FNA- Iran reopened its border crossings with the Iraqi Kurdistan region in Tamarchin and Parviz Khan, which were closed after the September 25 independence referendum in the region, the Iranian consulate in Erbil announced.
The decision came after Iraq extended its flight ban to the breakaway region until February 28: the limitations concern Kurdistan’s Erbil and Sulaymaniyeh airports.
Iran previously imposed a fuel embargo on the autonomous region, banning the trade of fuel products, in terms of both imports and exports, with the Iraqi Kurdistan.
Meanwhile, military, diplomatic, humanitarian and UN flights to the area are still permitted, but subject to approval by the Iraqi government.
The situation in the region escalated after 90 percent of Kurds voted in September in favor of the autonomy’s secession from Iraq. Baghdad, for its part, has called the referendum illegal and launched a military operation to recapture the Kurdish-held disputed areas of the country, while also imposing sanctions on Kurdish authorities.
This move triggered the Iraqi federal government to instruct the country’s armed forces and allied Popular Mobilization Units (PMUs) to launch a military campaign in Northern Iraq to retake the oil-rich city of Kirkuk from the Peshmerga, in addition to other disputed areas. Iraq also assumed control of all border crossings in Iraqi Kurdistan, and closed all airports there, effectively isolating the area.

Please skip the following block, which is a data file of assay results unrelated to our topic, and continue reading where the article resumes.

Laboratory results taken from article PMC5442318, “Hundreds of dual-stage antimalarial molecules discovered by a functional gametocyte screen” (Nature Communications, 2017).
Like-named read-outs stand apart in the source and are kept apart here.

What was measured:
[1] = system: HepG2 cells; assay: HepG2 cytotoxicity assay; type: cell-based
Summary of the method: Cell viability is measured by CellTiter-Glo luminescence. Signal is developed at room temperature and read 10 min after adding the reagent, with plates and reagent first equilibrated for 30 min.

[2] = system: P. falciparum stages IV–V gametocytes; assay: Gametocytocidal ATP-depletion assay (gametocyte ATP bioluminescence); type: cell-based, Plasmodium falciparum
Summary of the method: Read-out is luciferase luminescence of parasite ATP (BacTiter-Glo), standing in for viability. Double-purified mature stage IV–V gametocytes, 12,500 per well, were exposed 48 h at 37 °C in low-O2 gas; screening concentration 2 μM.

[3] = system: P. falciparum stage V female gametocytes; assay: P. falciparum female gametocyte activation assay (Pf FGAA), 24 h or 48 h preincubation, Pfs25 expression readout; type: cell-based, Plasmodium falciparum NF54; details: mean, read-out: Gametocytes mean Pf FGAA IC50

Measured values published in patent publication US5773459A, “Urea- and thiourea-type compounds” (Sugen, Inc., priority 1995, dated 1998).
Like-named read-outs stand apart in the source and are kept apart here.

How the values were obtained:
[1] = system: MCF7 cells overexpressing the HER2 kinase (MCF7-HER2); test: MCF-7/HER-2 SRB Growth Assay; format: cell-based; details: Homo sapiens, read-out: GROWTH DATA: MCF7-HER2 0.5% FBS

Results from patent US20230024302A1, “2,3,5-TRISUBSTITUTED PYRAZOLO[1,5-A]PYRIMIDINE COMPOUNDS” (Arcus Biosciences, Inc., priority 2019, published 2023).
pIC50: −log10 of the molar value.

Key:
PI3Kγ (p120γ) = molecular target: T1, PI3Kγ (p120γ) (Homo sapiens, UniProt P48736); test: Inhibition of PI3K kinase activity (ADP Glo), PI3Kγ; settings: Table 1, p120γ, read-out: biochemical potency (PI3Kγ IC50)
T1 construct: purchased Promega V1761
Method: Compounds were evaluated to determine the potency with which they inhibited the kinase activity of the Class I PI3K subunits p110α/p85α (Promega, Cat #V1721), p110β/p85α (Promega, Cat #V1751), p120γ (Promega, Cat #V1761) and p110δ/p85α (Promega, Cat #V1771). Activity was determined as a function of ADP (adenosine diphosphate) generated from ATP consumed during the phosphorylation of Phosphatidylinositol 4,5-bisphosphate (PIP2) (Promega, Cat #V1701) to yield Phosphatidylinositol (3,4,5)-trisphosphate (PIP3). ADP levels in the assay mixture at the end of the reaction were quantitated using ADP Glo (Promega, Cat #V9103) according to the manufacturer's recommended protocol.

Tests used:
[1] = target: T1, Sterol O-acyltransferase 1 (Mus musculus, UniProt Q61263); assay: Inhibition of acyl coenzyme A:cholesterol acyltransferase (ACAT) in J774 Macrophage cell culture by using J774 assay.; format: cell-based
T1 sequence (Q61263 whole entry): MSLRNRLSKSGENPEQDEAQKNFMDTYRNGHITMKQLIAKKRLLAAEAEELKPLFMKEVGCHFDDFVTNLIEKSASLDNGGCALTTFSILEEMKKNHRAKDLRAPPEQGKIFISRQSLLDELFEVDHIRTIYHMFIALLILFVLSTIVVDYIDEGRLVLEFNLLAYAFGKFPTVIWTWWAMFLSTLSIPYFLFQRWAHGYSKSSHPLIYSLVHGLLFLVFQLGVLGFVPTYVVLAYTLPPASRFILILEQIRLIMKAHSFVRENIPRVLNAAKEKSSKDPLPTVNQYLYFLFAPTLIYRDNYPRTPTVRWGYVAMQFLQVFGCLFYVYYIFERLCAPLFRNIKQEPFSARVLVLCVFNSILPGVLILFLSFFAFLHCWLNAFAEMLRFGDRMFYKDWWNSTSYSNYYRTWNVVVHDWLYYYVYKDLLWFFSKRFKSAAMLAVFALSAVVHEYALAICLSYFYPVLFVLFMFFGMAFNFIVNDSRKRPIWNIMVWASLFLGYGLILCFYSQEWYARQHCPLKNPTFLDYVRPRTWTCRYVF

As a result of these measures, the KRG opted to postpone its plans for independence, in a bid to appease its neighbors, to prevent further conflict and economic fallout.
Meantime, the Iranian Interior Ministry’s Director General for Borders Shahriyar Heydari confirmed that Parviz Khan border in Kermanshah province and Tamarchin in West Azarbaijan will resume their activities on Tuesday in accordance with the order by the Supreme National Security Council.
In a relevant development in early December, a senior Iranian trade official declared that the situation in the Iraqi Kurdistan Region had been improved, and Tehran and Erbil could resume their trade relations shortly.
“Our borders with Iraqi Kurdistan are re-opening one by one, and the situation is being returned to normal,” Chairman of Iran-Iraq Chamber of Commerce Yahya Al-Eshaq told reporters.
He reiterated that the necessary security has been provided in Iraqi Kurdistan Region after the September’s futile referendum there, so the Iranian business persons can be present in the Iraqi Northern region again.
Talking of Iran-Iraq economic cooperation, Al-Eshaq said Iran’s exports to the neighboring country registered six percent growth in the first half of the current Iranian calendar year (March 21-September 21).
During the period, the value of Iran’s exports to the Iraqi markets has been over 3.2 billion dollars, which shows that the country could keep the record of exporting the monthly 600-million-dollars worth of goods to its southwestern neighbor, the official added.
He also said that Iraq is the second destination for the Iranian products after China.
Responding a question on reports that Turkey in Northern Iraq has taken opportunity of the Kurdistan Region’s conflict for developing trade exchange with the Kurds, the official said it is “just a rumor”.
An independence referendum was approved by Iraq’s local Kurdistan parliament despite harsh oppositions from the federal government in Baghdad, and warnings from neighboring countries on the repercussions. Less than a month later, Iraqi Prime Minister Haider al-Abadi declared that the region’s September 25 referendum was “history”.